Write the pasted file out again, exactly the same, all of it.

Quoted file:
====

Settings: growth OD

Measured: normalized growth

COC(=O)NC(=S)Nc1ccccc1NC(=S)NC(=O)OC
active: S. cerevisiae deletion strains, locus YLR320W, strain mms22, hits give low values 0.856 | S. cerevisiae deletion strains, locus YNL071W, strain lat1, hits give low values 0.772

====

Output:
Settings: growth OD

Measured: normalized growth

COC(=O)NC(=S)Nc1ccccc1NC(=S)NC(=O)OC
active: S. cerevisiae deletion strains, locus YLR320W, strain mms22, hits give low values 0.856 | S. cerevisiae deletion strains, locus YNL071W, strain lat1, hits give low values 0.772